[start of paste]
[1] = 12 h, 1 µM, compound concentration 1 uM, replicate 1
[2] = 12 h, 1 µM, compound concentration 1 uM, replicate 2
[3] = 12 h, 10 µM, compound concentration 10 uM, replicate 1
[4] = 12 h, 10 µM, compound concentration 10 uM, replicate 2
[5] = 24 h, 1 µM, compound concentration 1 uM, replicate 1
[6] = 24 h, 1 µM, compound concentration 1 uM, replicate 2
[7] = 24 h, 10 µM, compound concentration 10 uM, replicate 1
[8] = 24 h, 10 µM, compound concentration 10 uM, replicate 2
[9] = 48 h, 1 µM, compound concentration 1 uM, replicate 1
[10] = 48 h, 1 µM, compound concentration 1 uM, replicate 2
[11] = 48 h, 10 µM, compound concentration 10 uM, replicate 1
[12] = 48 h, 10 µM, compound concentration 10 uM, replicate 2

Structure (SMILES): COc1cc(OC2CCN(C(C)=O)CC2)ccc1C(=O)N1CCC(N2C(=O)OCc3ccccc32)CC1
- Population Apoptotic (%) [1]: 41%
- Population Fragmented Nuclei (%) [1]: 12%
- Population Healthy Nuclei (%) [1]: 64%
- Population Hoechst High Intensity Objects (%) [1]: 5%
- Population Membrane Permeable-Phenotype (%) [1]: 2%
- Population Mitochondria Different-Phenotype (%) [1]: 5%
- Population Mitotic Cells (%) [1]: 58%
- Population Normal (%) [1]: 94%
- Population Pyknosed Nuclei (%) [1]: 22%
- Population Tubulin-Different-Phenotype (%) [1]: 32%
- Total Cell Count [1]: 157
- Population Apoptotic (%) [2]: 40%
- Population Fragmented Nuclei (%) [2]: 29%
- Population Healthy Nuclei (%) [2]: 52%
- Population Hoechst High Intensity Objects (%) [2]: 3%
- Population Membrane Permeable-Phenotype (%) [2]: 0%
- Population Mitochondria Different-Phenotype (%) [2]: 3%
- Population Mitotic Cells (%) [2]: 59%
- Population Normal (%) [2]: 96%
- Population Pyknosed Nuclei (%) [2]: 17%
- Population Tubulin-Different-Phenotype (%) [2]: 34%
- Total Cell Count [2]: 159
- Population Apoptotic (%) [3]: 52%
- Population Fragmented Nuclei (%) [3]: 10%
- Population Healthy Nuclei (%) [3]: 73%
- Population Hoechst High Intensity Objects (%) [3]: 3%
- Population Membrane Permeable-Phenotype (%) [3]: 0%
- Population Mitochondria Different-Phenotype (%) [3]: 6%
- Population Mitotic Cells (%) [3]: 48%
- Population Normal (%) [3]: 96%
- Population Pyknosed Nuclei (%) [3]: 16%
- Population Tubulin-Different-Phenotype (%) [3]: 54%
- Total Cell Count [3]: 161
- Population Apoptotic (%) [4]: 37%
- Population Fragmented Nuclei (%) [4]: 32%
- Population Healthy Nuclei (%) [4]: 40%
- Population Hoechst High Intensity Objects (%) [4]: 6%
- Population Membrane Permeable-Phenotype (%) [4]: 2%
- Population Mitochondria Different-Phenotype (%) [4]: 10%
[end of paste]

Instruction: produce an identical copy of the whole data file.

[1] = 12 h, 1 µM, compound concentration 1 uM, replicate 1
[2] = 12 h, 1 µM, compound concentration 1 uM, replicate 2
[3] = 12 h, 10 µM, compound concentration 10 uM, replicate 1
[4] = 12 h, 10 µM, compound concentration 10 uM, replicate 2
[5] = 24 h, 1 µM, compound concentration 1 uM, replicate 1
[6] = 24 h, 1 µM, compound concentration 1 uM, replicate 2
[7] = 24 h, 10 µM, compound concentration 10 uM, replicate 1
[8] = 24 h, 10 µM, compound concentration 10 uM, replicate 2
[9] = 48 h, 1 µM, compound concentration 1 uM, replicate 1
[10] = 48 h, 1 µM, compound concentration 1 uM, replicate 2
[11] = 48 h, 10 µM, compound concentration 10 uM, replicate 1
[12] = 48 h, 10 µM, compound concentration 10 uM, replicate 2

Structure (SMILES): COc1cc(OC2CCN(C(C)=O)CC2)ccc1C(=O)N1CCC(N2C(=O)OCc3ccccc32)CC1
- Population Apoptotic (%) [1]: 41%
- Population Fragmented Nuclei (%) [1]: 12%
- Population Healthy Nuclei (%) [1]: 64%
- Population Hoechst High Intensity Objects (%) [1]: 5%
- Population Membrane Permeable-Phenotype (%) [1]: 2%
- Population Mitochondria Different-Phenotype (%) [1]: 5%
- Population Mitotic Cells (%) [1]: 58%
- Population Normal (%) [1]: 94%
- Population Pyknosed Nuclei (%) [1]: 22%
- Population Tubulin-Different-Phenotype (%) [1]: 32%
- Total Cell Count [1]: 157
- Population Apoptotic (%) [2]: 40%
- Population Fragmented Nuclei (%) [2]: 29%
- Population Healthy Nuclei (%) [2]: 52%
- Population Hoechst High Intensity Objects (%) [2]: 3%
- Population Membrane Permeable-Phenotype (%) [2]: 0%
- Population Mitochondria Different-Phenotype (%) [2]: 3%
- Population Mitotic Cells (%) [2]: 59%
- Population Normal (%) [2]: 96%
- Population Pyknosed Nuclei (%) [2]: 17%
- Population Tubulin-Different-Phenotype (%) [2]: 34%
- Total Cell Count [2]: 159
- Population Apoptotic (%) [3]: 52%
- Population Fragmented Nuclei (%) [3]: 10%
- Population Healthy Nuclei (%) [3]: 73%
- Population Hoechst High Intensity Objects (%) [3]: 3%
- Population Membrane Permeable-Phenotype (%) [3]: 0%
- Population Mitochondria Different-Phenotype (%) [3]: 6%
- Population Mitotic Cells (%) [3]: 48%
- Population Normal (%) [3]: 96%
- Population Pyknosed Nuclei (%) [3]: 16%
- Population Tubulin-Different-Phenotype (%) [3]: 54%
- Total Cell Count [3]: 161
- Population Apoptotic (%) [4]: 37%
- Population Fragmented Nuclei (%) [4]: 32%
- Population Healthy Nuclei (%) [4]: 40%
- Population Hoechst High Intensity Objects (%) [4]: 6%
- Population Membrane Permeable-Phenotype (%) [4]: 2%
- Population Mitochondria Different-Phenotype (%) [4]: 10%